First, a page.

• For Texans, there's an extra Enhanced Rider Benefits that doubles your outpatient benefits.

The link to the FAQ is easy to miss, so I'll repeat it here: https://site.fmca.com/​images/​healthcareplan/​FMCA_Health_Plan_FAQ.pdf — for brochures and such, you'll have to contact sales rep.

Not an FMCA member?

If you want to get the FMCA plan, but are not yet an FMCA member,
you can save $10 by joining through this affiliate link: http://join.fmca.com/doga1/

ACA tax penalty grace period

We've established that unless you have sufficient coverage in 2018, you will be hit by a tax penalty. What we didn't know that there's a two-month grace period, and since it's already November you can cancel your ACA plan at any time: https://www.healthcare.gov/​exemptions-​tool/#/results/​2018/​details/​short-gap — make sure to file IRS form 8965 with your 2018 taxes, as explained there.
So, if you want to switch to a non-ACA plan early, you can.

What we chose

We're going with the FMCA plan at the middle Sapphire tier, with a $250,000 calendar year maximum / $5M lifetime max, only 20% of first day hospital payment covered, for a premium of $296.94/month for us as a married couple. We chose not to get a critical illness rider ($10k for $14.44/mo) or the Enhanced Rider Benefits ($84.10/mo). Especially the first day hospital coverage seems to affect the premium radically, and I'm fine trading lower monthly premium for a risk of losing a few thousand dollars later — as I've said repeatedly, I mostly care about not going bankrupt because of major health issues.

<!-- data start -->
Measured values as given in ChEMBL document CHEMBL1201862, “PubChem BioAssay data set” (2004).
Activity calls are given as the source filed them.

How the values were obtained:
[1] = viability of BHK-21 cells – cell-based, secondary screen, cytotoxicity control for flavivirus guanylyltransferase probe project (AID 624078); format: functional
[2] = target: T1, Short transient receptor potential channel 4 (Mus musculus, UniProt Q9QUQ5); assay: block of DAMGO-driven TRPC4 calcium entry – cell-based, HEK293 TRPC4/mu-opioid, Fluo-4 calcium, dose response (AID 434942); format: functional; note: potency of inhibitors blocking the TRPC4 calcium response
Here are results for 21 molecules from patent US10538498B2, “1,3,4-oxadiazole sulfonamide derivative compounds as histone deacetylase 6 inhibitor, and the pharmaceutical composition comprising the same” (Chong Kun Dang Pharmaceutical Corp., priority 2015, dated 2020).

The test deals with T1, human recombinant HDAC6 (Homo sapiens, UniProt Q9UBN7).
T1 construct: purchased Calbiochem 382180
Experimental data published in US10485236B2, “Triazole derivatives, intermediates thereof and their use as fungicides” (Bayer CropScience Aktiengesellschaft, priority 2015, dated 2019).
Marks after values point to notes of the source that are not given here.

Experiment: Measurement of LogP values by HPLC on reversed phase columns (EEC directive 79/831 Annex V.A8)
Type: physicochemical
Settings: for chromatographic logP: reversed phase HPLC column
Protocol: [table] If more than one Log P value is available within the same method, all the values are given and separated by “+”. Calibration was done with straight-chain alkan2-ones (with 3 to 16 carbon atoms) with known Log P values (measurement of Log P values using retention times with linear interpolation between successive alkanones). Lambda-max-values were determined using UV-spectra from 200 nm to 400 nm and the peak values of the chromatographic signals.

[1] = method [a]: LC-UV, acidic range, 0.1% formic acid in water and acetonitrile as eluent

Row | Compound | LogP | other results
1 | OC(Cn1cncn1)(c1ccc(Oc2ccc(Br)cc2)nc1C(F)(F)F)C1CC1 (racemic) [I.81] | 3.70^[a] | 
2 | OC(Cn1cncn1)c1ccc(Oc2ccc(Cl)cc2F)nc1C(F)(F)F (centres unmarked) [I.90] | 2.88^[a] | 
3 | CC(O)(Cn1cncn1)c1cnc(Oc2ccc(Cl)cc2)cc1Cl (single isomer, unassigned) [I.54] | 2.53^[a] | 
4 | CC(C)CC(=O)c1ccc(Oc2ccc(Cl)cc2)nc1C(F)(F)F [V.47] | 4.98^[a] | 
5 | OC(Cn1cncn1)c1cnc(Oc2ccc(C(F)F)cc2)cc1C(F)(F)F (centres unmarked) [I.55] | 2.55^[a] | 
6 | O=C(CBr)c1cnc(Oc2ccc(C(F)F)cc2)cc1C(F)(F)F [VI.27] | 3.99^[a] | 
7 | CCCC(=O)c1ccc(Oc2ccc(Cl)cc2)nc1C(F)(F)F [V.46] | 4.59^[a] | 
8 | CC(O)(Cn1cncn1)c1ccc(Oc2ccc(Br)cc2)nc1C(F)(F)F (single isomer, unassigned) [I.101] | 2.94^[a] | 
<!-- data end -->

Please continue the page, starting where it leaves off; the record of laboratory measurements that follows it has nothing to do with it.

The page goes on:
At this level, the plan will pay us, for example (based on my understanding of the fine print):

  • $3,000/$6,000 per day for sickness/injury-related hospital stays (only 20% of that for first day in that year)
  • $4,500/$6,000 per day for hospital ICU stays (20 day yearly limit)
  • $80 per doctor visit
  • $350 per MRI, $80 per X-rays
  • $300 per ER visit (limit 1 per year)
  • $125 per urgent care visit (limit 1 per year)
  • $500 per ambulance ride (limit 2 per year)
  • $1,500 per helicopter ride (limit 1 per year)

We might combine that with the Escapees dental plan for Ane for her annual root canal, if we can — we're still figuring that out.
We're not exactly thrilled about the idea of not having a maximum out-of-pocket limit like in the ACA plans, but then again the whole U.S. health insurance industry is covered with so much fine print that we had very little faith in it to begin with. Or, as Ane put it while we were going over our options, "The only way we can feel good about the U.S. healthcare system is that we have a backup plan of moving to Finland" (Tommi is Finnish, and the Finnish healthcare system would never deny care for a resident).